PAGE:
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Review

ENGL Gigmaster 30 Combo

Issue #5

If you're the kind of player who likes to plug into a classic one channel amp, set up a single sound and control everything else from your guitar, then I suggest you turn over right now as the Mark V is about as complicated and fully-featured as amplifiers get. In fact, I'd suggest that even the most tech-savvy player would find this amp a little daunting to begin with. The Mark V is described by Mesa as a living history of their company, representing all their classic sounds from the past 40 years. It's an impressive feat and it's certainly one of the most versatile amps I've ever used.

To list all the features would take up the entire review so here's a run down of the most important ones. The 1x12" speakered combo version we looked at features seven 12Ax7 tubes in the preamp and four 6L6's in the power stage for a fat American overdrive and lots of clean headroom. A bias selector switch on the back panel allows for EL34's to be used instead for a thinner, more British sound. A single 5U4 rectifier tube completes the package.

The Mark V's sounds are split into three channels with independent EQ gain and volume controls. Each channel has three modes with increasing levels of gain and tonal options from the super clean 90 Watt mode of channel one, to the over the top saturated sounds of channel three in extreme mode - and everything inbetween. Almost any sound you can imagine can be conjured up here from the plethora of pre and power amp options. Each channel has an independent spring reverb control that sounds thick and warm and it's very easy to create usable sounds quickly.

Each channel also has access to a five band graphic EQ as featured on all Mark series Boogies since the Mark I back in 1970. An incredible amount of EQ control can be had from the graphic EQ and the classic 'V' curve has become a staple sound for all metal and hardcore bands for the past 30 years. A preset EQ curve has been added via a depth control, allowing you to dial in that classic 'V' sound via a single control. Each channel can toggle between the graphic EQ and the preset EQ via a small toggle switch.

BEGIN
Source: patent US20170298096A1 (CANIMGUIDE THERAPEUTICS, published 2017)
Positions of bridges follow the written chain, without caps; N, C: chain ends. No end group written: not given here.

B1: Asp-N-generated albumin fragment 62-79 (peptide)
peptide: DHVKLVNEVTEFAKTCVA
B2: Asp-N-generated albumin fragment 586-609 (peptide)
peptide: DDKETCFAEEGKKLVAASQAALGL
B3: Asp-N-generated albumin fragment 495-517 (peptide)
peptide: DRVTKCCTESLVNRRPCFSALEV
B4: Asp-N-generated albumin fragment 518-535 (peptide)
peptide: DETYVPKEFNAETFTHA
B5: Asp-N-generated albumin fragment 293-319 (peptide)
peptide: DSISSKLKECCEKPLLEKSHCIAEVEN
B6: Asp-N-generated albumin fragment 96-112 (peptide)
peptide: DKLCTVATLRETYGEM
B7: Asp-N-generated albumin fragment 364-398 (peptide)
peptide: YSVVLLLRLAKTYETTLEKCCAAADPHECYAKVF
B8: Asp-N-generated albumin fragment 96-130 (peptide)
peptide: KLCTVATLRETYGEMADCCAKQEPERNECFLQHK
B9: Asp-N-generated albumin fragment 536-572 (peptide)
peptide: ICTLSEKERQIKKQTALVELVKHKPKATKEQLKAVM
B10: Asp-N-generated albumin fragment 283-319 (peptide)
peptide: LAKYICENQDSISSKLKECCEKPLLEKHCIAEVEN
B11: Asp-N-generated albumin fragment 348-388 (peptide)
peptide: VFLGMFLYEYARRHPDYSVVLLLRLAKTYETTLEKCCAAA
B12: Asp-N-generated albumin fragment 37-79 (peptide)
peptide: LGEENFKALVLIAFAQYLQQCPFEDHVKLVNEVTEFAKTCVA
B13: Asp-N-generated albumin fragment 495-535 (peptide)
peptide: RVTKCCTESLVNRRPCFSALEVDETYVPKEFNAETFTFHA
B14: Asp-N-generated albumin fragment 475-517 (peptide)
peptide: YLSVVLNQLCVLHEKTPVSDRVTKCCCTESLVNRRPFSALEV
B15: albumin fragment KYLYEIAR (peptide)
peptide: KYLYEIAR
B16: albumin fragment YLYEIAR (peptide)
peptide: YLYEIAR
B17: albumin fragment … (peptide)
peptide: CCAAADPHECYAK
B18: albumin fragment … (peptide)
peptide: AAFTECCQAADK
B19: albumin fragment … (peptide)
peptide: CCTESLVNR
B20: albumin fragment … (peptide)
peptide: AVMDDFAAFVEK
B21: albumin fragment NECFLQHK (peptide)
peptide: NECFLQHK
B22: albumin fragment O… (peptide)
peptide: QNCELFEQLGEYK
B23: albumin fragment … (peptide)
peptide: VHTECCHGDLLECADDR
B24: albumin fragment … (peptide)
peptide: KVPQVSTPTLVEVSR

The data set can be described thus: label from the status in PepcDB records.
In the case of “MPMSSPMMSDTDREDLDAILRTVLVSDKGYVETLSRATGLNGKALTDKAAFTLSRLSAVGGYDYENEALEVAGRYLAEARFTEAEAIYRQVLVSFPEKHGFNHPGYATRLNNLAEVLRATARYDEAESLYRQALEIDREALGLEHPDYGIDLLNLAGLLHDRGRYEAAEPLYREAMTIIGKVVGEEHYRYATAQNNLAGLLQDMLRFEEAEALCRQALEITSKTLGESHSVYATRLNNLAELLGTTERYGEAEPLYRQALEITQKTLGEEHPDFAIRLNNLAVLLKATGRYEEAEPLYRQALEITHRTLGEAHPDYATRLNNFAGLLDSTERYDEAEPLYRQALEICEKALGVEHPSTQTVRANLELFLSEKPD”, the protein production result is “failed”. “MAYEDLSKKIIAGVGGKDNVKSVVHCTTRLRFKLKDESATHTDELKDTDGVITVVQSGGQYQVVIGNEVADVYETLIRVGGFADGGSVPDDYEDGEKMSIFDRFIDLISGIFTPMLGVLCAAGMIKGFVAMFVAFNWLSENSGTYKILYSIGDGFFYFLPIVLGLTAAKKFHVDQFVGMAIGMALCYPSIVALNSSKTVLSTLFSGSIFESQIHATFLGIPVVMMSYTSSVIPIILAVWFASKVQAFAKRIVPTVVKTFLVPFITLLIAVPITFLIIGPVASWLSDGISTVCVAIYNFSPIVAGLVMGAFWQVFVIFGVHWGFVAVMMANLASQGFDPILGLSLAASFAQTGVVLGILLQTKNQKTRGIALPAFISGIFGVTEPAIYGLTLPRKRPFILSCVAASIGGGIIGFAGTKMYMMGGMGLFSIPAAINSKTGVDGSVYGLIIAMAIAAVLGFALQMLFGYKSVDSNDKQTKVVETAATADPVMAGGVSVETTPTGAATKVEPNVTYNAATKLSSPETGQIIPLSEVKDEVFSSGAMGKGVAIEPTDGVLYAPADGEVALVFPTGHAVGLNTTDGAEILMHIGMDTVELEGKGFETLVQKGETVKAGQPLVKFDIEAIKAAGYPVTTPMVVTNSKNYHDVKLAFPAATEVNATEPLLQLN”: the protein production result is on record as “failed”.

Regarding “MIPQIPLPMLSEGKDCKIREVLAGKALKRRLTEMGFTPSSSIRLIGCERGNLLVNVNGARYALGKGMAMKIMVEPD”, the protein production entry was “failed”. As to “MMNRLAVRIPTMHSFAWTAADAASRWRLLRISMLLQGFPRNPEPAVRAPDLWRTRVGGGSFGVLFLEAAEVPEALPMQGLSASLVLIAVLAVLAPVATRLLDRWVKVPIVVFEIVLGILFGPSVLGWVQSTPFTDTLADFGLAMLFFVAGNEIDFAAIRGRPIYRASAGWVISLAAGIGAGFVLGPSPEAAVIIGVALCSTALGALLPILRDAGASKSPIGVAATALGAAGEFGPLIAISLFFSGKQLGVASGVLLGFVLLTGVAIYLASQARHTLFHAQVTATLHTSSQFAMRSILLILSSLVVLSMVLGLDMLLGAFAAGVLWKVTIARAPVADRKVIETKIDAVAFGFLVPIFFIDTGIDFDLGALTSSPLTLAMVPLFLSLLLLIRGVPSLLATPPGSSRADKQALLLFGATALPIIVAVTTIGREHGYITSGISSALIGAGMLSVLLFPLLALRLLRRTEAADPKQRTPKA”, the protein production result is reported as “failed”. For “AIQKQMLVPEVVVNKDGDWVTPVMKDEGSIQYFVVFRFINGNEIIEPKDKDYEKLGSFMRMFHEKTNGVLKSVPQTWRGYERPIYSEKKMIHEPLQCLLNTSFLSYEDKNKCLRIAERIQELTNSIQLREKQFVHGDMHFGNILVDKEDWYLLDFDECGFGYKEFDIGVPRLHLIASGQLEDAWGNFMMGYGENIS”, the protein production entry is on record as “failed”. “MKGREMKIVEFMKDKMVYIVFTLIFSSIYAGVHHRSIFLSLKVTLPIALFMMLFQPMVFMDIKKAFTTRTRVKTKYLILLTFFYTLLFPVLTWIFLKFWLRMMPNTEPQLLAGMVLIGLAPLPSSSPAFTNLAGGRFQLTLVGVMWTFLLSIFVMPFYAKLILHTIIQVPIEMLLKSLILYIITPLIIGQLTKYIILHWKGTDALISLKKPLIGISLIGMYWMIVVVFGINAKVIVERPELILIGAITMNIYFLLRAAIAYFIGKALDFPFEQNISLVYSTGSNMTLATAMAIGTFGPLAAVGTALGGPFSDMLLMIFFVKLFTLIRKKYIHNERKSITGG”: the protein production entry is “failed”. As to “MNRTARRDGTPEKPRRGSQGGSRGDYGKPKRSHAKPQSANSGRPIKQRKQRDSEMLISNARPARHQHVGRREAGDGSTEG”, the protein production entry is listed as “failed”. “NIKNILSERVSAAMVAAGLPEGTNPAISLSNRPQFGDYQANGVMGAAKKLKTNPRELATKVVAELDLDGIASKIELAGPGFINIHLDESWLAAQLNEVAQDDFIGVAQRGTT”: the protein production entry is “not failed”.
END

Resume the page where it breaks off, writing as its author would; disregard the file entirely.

The Mark V features very useful power scaling abilities with each channel able to independently switch between full 90 Watt power, 45 Watt Class AB power and 10 Watt Class A power at the flick of a switch. It's amazing how much tonal depth this switch gives. In 10 Watt mode the clean channel breaks up much earlier and beautiful, rich power amp crunch tones can be created at moderate volume levels. Having the ability to switch each channels power independently is a stroke of genius. Channels one and two can switch between tube and solid state rectification for yet further tonal options and Channel three can switch between Pentode and Triode operation to affect the tightness and bottom end of the higher gain sounds. There is a tube buffered effects loop with send level control on the back panel and multiple output options for running extension cabinets or slave lines to power amps for larger venues. A solidly constructed footswitch allows for channel, EQ, reverb and FX loop switching and turning on a solo boost function for those 'foot on the monitor' moments. 

The tones available are classic Boogie territory. Searing, high gain leads are complimented by classic, bell-like clean tones and touch sensitive dynamic response. Mark I mode is instant Santana and the IIC+ and Mark IV modes get you into Metallica and Dream Theater territory with ease. As with most Boogie amps, a fair amount of tweaking will be required to get the best out of each channel and mode. I like to think of Boogies as having a learning curve that goes well beyond simply learning the controls. This is an amp that requires patience and time to get the best tones from but the effort is certainly worth it.

So is it the ultimate guitar amp? Well, it is undeniably expensive and certainly represents the very upper end of the market. Then again, it could be argued that the price actually represents great value for money when you consider the sheer number of features on offer. However, the price puts the Mark V combo firmly out of reach for the vast majority of players and pushes it firmly into the pro-level category. If money is no object and you require a huge variety of sounds from your amp, then the Mark V may well be the last amp you ever need to buy. But if you don't require this many features or only need a limited palette of tonal options, it has to be said that you could get something for less money with just as impressive a sound. 

Issue 5

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